Appalachian State (0-0, 0-0 Sun Belt) vs East Carolina (0-0, 0-0 AAC)
Thursday, September 2nd, 2021 7:30pm EST
Radio: 97.3 FM North Wilkesboro, 600 AM Winston-Salem, 1270 AM Charlotte, 1450 AM Hendersonville, Sirius XM 80, TuneIn App
Bank of America Stadium Charlotte, NC
Jeff Sagarin Ratings
App State: 73.55
East Carolina: 62.31
App State is favored by the Sagarin ratings by 11.24 points
Line: App State -10.5
Series: App State leads 19-12
Last Meeting: ECU 35, App State 13, September 1, 2012, Greenville, NC
And we are back. As in college football is back, but most importantly, fans in the stands are back. Hopefully we are past limited attendance and other measures that kept that lifeblood out of college athletics last season. Also back, is a matchup between App State and East Carolina for the first time in nine seasons. For the first ever, these two schools on the opposite ends of the state, will face off on the gridiron as FBS institutions. This will be the first game of a scheduled four game series, with App State hosting the first game in Bank of America Stadium this year and concluding with alternating games on campus sites from 2024-2026. As is normal practice in scheduling college football games way in the the future, this series was announced in early 2017. Since then, East Carolina has fired and hired another coach, while App State has just hired two coaches. The two programs have somewhat gone in opposite directions since the agreement was made, which surprises nobody considering their fans barbecue preferences.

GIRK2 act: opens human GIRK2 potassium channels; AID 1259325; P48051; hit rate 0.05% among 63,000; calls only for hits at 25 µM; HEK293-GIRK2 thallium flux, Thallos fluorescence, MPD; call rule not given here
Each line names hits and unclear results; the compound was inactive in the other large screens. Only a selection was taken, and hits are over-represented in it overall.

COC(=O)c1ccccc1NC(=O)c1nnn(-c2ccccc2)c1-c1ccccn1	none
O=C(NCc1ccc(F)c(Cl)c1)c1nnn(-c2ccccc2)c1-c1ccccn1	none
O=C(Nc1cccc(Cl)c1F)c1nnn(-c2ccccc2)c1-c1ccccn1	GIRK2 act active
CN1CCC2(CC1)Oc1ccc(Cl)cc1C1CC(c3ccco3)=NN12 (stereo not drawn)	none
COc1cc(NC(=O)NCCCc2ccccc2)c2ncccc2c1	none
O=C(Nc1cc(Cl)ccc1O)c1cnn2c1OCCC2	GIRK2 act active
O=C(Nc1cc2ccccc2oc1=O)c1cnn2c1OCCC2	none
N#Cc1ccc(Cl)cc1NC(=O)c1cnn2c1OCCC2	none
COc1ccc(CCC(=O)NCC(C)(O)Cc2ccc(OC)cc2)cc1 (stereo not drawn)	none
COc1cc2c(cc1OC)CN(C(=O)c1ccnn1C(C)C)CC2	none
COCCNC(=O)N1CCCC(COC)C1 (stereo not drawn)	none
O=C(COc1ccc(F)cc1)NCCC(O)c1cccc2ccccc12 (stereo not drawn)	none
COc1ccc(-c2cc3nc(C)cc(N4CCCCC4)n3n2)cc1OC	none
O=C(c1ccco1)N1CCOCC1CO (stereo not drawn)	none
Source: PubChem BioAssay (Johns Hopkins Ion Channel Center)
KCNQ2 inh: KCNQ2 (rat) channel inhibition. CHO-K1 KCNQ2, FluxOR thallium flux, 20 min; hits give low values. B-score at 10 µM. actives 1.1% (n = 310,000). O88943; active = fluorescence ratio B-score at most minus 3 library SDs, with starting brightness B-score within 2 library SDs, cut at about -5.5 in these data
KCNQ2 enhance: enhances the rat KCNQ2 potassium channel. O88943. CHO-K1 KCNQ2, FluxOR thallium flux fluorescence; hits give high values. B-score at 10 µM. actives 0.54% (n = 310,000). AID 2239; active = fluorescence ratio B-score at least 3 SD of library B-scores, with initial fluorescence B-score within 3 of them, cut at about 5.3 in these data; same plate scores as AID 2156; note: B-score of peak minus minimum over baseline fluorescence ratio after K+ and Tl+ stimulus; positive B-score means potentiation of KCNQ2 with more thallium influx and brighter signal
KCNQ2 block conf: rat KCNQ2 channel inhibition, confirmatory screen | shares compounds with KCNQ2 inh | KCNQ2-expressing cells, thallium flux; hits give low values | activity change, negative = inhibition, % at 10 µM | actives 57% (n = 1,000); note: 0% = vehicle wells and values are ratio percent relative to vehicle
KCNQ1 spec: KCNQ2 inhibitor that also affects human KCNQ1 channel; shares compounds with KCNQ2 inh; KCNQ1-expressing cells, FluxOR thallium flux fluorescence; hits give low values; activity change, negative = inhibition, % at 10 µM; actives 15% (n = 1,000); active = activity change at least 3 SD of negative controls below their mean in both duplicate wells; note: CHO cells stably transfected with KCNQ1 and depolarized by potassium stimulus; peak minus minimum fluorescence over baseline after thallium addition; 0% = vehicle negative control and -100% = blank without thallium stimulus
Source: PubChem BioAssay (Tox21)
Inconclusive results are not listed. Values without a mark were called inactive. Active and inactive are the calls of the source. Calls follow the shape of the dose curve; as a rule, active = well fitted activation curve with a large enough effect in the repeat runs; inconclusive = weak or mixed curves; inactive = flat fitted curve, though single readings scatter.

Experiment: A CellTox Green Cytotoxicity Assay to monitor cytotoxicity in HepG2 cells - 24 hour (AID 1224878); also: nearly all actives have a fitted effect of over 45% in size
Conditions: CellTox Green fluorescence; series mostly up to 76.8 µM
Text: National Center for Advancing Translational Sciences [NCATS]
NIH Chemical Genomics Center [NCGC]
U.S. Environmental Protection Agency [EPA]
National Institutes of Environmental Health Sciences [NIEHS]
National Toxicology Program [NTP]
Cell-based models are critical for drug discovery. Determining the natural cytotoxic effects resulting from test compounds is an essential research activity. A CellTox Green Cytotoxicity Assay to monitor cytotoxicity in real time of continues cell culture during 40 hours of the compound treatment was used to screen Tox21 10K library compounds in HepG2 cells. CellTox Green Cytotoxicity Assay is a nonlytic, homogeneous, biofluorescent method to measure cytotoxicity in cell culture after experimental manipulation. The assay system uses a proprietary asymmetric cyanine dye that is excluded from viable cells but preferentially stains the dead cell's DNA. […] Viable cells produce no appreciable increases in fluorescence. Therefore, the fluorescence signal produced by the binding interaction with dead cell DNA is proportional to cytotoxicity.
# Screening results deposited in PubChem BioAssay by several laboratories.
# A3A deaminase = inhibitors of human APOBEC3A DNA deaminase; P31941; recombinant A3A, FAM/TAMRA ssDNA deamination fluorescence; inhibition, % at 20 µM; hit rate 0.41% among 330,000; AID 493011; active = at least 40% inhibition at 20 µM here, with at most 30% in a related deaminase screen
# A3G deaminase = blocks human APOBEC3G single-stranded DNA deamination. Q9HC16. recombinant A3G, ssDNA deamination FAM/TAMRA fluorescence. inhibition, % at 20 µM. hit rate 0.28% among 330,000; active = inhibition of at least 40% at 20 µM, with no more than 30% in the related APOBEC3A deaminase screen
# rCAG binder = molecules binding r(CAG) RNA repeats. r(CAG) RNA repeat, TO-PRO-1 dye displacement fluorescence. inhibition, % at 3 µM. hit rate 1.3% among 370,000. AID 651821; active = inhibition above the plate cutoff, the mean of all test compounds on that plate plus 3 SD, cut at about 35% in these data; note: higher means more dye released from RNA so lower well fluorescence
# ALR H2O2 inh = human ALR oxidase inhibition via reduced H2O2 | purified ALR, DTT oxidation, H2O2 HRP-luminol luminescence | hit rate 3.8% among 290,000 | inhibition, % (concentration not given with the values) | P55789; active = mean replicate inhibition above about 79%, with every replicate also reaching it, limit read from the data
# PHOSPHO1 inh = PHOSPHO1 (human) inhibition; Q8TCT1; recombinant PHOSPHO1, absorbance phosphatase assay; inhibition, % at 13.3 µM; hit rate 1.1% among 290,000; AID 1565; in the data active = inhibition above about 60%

East Carolina and App State were in different places nine years ago. That was the last time these two in-state rivals met. In 2012, East Carolina went 8-5 and lost the New Orleans Bowl to Louisiana. Their regular season schedule included games against North & South Carolina, Southern Miss, UAB and Marshall. Those were the schools App State wanted to play, and at that time, moving to FBS was in the works. In nine short years, App has now played those schools, and beaten most of them. East Carolina was in Conference USA, and App State wanted to be in a conference with the Pirates. But as the college football world turns, now both schools are in difference conferences and their trajectories have changed immensely. The Pirates have played in just two bowls since the 2012 season, defeating Ohio in 2013, and losing to Florida on January 3rd, 2015, after the culmination of the 2014 season. Since App has been bowl eligible in FBS, East Carolina has not appeared in a bowl game.